Vampires are famous, undead creatures that look just like humans except for their long canine teeth and pale skin. They are usually portrayed as attractive, which is how they lure humans into becoming their prey. A vampire bite is fatal, and is believed to turn a human into a zombie or another vampire.
Quick Facts about Vampires
- They are often portrayed in modern literature and film as attractive humans, distinguishable only by their large fangs.
- In many stories, they can be killed by driving a wooden stake through their heart, or exposing them to sunlight.
- It is believed that they can live for hundreds of years.
- Vampires can often transform into bats, and sometimes other creatures as well.
- "Dracula", written in 1897 by Bram Stoker, transformed the way vampires are written about and viewed in folklore.
As there are many types of vampire in mythology, so too are there many sources for the myth. Historians tend to point at the strega, or witch-spirit, of Italian folklore as a likely inspiration for the creature. There are likewise many other near-vampires and proto-vampires in Eastern European folklore, usually used as warnings against improper burial. Modern vampires tend to have little to do with their folkloric roots, though, outside of their tendency to be the recently returned deceased.
More than perhaps any other monster, the vampire tends to vary in appearance. The classic creatures from which the vampire legends came with often cadaverous, resembling more than zombie of modern fiction than anything else. That changed, though, with the introduction of Bram Stoker's Dracula.
From his introduction onward, the vampire would become more human, more urbane, and more sophisticated. In fact, today's vampire tends to be portrayed as an attractive if somewhat otherworldly human that tends to hide its true nature from others in the world. The vampire, it seems, could be virtually indistinguishable until the moment it descends upon its prey.
The primary physical characteristic that separates the average vampire from a human are its fangs. These large, sharp teeth are used to feed on the blood of the creature's victims. The fangs may be present in the form of slightly elongated canine teeth, huge retractable teeth that only appear when feeding, or even as rows of sharpened, almost shark-like teeth. No matter what the portrayal, the teeth of the vampire will almost always end up being one of its defining characteristics.
It's hard to pin down the powers of a vampire, because these powers tend to vary depending on the story. There are, however, a few things that tend to be fairly common from iteration to iteration.
First and foremost, a they are very hard to kill. In almost every tale, they have to be destroyed in a specific way by a specific object. This is largely due to the fact that vampires are almost always humans who have been brought back to life through some kind of nefarious means. As they are no longer living, they tend not to share the same weaknesses as mortals.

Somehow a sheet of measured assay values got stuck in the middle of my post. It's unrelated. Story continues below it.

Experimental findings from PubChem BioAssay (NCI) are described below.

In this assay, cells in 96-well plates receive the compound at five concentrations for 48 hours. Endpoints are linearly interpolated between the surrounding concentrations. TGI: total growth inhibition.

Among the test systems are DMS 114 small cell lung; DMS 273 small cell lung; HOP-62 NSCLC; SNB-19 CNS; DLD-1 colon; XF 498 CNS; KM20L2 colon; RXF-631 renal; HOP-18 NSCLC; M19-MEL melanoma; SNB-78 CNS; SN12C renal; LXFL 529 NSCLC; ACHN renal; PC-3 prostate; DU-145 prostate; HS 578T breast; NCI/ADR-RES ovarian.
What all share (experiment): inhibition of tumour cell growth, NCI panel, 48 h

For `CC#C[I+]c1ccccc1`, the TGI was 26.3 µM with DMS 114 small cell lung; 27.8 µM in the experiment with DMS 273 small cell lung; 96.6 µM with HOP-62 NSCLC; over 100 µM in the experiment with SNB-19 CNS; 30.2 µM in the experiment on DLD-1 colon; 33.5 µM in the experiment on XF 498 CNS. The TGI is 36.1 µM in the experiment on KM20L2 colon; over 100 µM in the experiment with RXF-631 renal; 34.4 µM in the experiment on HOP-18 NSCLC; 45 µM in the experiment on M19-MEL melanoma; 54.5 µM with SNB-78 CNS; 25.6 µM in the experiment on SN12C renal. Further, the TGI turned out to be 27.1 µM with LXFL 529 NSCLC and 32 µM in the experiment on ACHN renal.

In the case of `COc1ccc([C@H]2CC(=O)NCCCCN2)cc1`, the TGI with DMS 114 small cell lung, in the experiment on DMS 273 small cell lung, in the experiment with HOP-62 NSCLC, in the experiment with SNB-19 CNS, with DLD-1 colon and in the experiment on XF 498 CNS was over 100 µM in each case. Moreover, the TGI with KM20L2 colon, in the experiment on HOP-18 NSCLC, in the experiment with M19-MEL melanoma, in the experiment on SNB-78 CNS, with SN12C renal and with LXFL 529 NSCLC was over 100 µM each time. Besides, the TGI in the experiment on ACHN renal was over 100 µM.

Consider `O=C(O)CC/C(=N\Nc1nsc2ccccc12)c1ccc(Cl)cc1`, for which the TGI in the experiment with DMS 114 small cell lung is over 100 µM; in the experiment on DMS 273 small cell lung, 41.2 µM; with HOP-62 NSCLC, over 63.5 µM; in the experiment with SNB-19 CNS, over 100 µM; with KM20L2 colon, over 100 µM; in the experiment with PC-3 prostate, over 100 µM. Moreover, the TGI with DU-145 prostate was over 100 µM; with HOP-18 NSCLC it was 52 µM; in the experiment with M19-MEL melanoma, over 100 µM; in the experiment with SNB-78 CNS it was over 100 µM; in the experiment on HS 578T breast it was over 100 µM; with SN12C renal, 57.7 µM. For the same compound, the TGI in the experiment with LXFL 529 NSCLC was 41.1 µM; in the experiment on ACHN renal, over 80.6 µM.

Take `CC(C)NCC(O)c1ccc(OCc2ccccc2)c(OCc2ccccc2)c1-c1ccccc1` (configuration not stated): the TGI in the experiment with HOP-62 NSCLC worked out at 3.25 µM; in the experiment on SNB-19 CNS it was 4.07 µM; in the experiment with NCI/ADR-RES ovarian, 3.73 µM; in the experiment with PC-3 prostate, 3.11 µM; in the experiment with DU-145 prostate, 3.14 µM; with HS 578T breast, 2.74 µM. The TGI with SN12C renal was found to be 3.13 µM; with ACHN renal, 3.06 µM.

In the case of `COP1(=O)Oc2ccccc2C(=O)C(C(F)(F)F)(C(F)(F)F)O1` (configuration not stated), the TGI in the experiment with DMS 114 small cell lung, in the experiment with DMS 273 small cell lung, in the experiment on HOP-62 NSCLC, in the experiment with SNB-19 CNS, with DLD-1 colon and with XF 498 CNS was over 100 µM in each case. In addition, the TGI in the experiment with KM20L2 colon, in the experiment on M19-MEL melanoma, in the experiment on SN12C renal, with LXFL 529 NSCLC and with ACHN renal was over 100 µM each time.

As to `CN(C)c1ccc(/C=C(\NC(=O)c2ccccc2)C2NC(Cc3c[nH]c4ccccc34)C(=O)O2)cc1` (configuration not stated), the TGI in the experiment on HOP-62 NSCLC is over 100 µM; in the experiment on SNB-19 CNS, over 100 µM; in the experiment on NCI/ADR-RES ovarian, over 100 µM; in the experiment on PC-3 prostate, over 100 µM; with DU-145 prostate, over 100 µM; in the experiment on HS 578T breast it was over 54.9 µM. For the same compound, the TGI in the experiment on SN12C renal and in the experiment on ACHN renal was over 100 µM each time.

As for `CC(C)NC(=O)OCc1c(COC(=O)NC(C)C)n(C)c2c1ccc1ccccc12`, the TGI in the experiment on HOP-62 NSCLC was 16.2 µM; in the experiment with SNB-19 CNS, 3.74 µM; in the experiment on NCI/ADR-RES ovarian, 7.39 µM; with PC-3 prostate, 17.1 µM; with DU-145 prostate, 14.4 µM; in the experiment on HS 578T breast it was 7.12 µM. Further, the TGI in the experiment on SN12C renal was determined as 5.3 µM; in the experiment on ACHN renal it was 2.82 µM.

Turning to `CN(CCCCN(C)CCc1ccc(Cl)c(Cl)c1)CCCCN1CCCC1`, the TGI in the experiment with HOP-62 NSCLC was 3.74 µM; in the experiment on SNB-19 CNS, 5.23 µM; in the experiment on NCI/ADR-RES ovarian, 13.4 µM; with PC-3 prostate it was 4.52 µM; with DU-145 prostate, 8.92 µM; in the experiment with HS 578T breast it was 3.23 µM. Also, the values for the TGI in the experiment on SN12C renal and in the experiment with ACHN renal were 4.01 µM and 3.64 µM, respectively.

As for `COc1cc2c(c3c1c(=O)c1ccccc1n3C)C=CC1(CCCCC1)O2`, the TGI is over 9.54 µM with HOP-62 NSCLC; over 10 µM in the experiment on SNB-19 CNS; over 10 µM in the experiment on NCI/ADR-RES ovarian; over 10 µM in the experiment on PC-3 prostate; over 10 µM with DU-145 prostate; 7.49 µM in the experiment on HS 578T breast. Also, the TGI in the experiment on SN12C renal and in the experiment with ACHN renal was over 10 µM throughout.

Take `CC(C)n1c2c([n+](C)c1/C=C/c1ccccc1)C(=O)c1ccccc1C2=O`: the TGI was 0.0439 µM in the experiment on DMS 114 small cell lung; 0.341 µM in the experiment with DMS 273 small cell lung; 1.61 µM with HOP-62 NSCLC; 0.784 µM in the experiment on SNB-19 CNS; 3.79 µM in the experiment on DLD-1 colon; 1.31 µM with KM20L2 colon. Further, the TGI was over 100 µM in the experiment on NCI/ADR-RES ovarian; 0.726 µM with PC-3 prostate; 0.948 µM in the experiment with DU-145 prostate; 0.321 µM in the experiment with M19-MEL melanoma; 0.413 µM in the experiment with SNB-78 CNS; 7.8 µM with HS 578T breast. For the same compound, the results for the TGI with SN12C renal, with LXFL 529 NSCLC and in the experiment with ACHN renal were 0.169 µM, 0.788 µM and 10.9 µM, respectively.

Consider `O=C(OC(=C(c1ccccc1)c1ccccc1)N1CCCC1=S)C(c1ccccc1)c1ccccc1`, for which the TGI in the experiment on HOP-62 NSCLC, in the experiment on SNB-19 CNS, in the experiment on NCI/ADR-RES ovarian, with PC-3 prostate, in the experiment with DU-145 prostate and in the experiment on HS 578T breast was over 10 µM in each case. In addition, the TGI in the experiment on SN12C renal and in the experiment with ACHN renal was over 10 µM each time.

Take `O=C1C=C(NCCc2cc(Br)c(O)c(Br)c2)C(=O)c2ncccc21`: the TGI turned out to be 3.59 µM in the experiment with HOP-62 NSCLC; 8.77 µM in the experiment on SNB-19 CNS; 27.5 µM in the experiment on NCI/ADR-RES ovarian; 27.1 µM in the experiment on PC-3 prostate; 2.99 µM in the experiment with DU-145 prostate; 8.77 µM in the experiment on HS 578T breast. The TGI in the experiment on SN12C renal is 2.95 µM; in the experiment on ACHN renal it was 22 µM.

Vampires also tend to be ageless. They may be able to live hundreds or even thousands of years, so long as they have a supply of blood and can stay away from the few things that kill them. Their weaknesses vary - sunlight is usually problematic for modern vampires, while many are also weak against things like fire and holy symbols.
Beyond those two factors, vampires may have many other powers. Many have the ability to hypnotize victims or control their minds. Shape-shifting into the form of a bat, wolf, or even smoke is also a common power. In some stories, vampires may also be able to fly in their current form or even have powers like telekinesis.
Vampires in Film and Literature
Vampires have appeared in a huge number of books and movies since Bram Stoker wrote his infamous book. Those appearances have ranged from extremely gruesome to downright silly. Some famous examples are listed below.
- Bela Lugosi starred as Dracula in a 1931 film by the same name. It was distributed by Universal Pictures and is possibly the most famous and historic vampire movie.
- In 1995 Leslie Nielsen portrayed Dracula in a slapstick comedy titled "Dracula, Dead and Loving It". Who doesn't love a corny Leslie Nielsen movie?
- The same year, Eddie Murphy starred in another comedic spin on the creature called "Vampire in Brooklyn".
- Stephen King wrote a short story with his own spin on the creature, titled "The Night Flier". It was about a vampire who flew an airplane and killed people at regional airports. The story was made into a movie in 1997, and was particularly graphic and nightmare-inducing.
- Marvel Comics has a number of popular stories related to vampires. They first appeared in Marvel Comics as early as 1942. In the 1970's, Marvel produced several horror-genre comics, including Tomb of Dracula. A well-known Marvel character is named Blade, who is half human and half vampire. He chased vampires including Peter Parker's college friend Michael Morbius. Blade eventually became a movie trilogy in the late 90's that starring Wesley Snipes.
- "Interview with the Vampire" was a 'monster box office hit' in 1994, starring Tom Cruise and Brad Pitt.
- These creatures continued to be a major draw into the 2000's. In 2008 a romance-oriented movie called Twilight was released starring Kristen Stewart and Robert Pattinson. It involved a love triangle between a human, vampire and werewolf. It was an international mega-hit, and five Twilight movies eventually earned over $3.3 Billion in box office sales.